The length of JR = DR – DA – AJ = 10.73 – 3√5 – 3 = 1.02 units.

Still if this were a real exam and I did not have access to GeoGebra, I would not be able to determine JR’s length.

Why stop there?

That essentially covers the basic values of John’s original problem that any preservice teacher would reasonably be expected to determine on a test. But why stop there?

I am under no time pressure and I saw right from the start that I can calculate values associated with those circles. I am sure John did not expect such a step, but here I am noticing patterns and recognizing opportunities. So, here John are my bonus marks.

The circumference (2π*radius) of the small circle is 6π since its radius is 3 units. That of the big circle is 12π from its radius of 6 units.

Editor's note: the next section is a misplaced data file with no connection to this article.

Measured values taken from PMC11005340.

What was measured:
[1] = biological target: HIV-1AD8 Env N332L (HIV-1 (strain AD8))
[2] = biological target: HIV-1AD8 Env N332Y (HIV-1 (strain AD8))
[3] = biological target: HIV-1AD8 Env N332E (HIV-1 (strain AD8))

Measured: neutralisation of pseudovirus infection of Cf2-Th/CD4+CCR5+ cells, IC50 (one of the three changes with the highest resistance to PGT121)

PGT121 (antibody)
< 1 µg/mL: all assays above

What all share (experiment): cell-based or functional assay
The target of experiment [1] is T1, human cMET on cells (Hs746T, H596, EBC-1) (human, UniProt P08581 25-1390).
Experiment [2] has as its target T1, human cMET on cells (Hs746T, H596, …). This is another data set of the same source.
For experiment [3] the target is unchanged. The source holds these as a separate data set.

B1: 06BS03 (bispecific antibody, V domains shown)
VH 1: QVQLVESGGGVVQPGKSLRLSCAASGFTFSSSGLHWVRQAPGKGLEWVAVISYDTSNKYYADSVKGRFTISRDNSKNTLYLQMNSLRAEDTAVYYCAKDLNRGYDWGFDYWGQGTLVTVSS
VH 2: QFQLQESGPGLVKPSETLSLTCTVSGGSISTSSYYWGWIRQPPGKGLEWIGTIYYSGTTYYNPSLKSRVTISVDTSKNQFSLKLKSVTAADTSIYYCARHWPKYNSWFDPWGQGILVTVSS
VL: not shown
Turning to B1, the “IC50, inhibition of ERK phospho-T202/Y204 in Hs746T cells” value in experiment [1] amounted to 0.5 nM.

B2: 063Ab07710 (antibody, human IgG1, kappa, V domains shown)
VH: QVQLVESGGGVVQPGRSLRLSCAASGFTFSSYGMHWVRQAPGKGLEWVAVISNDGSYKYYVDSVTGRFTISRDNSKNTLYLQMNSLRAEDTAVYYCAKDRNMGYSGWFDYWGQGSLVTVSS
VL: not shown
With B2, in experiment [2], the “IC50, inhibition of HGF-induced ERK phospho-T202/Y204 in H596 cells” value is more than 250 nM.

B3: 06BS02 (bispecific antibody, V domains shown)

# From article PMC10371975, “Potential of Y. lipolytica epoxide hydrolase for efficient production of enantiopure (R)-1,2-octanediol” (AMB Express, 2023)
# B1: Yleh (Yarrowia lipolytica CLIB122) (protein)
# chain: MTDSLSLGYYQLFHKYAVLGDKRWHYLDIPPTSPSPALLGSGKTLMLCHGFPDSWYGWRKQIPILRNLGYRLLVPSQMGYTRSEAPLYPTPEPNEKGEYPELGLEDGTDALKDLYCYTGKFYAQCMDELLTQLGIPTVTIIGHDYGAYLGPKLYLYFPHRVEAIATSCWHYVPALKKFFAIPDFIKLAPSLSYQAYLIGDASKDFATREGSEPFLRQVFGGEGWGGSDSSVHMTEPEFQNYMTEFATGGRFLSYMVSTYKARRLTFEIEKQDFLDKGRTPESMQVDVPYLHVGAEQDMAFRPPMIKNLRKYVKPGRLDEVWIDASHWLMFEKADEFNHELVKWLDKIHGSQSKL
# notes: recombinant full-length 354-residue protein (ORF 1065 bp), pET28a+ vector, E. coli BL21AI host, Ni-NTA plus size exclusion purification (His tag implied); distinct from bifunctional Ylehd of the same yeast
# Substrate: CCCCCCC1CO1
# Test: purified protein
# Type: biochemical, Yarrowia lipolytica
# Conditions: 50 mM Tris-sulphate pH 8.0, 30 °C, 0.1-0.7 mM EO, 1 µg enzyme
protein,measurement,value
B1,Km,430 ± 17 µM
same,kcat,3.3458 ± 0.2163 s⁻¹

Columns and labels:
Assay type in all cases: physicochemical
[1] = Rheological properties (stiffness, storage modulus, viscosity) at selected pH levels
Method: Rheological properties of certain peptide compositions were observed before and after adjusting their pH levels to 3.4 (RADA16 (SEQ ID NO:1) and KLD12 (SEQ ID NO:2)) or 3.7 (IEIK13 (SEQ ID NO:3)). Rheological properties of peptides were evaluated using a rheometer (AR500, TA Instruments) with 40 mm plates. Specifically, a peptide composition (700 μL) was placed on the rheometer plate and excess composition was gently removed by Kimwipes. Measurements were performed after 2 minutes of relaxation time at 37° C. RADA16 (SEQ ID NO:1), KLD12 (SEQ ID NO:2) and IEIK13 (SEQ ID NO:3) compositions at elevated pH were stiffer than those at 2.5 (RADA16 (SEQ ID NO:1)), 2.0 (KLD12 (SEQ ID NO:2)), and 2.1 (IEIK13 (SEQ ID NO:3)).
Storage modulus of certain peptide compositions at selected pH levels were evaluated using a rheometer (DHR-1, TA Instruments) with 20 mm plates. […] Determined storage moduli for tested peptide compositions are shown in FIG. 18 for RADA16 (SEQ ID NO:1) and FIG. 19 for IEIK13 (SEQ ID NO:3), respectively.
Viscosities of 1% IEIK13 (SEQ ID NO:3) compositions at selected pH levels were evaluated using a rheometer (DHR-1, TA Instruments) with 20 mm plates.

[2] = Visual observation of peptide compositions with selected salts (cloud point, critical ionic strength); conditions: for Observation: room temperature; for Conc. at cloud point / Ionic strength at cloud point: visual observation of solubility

The central angles of these circles produce isosceles triangles with radial legs of either 3 units (small circle) or 6 units (big circle) and chords subtended by these angles.

In particular, the small circle’s central angles GAH and JAK at 60° suggest equilateral triangles AHG and AKJ. They also suggest that arcs GH and JK have arclengths of π. Since these triangles are equilateral, GH and JK are 3 units long just like the radius of the circle. This implies an arclength of one radian or π. Independently, 60° = (60°/180°)π = π/3, while the arclength of an arc of a circle is calculated as the measure of its central angle times the radius of the circle (angle*radius). In this case angle*radius = (π/3)*(3) = π.

Since the other central angles of the small circle are not 60°, their angles times three are used to calculate the arclengths of their arcs and the Law of Cosines is used to calculate the lengths of their chords.

The length of CG, for instance, is 3.15 units as calculated below.

(CG)² = (AC)² + (AG)² – 2(AC)(AG)cos(angle CAG)
(CG)² = 3² + 3² – 2(3)(3)cos(63.43°)
CG = 3.15 units

Arc CG, corresponding to this chord and similarly subtended by central angle CAG, has arclength 1.06π units ((63.43°/180°)*3 = 1.06).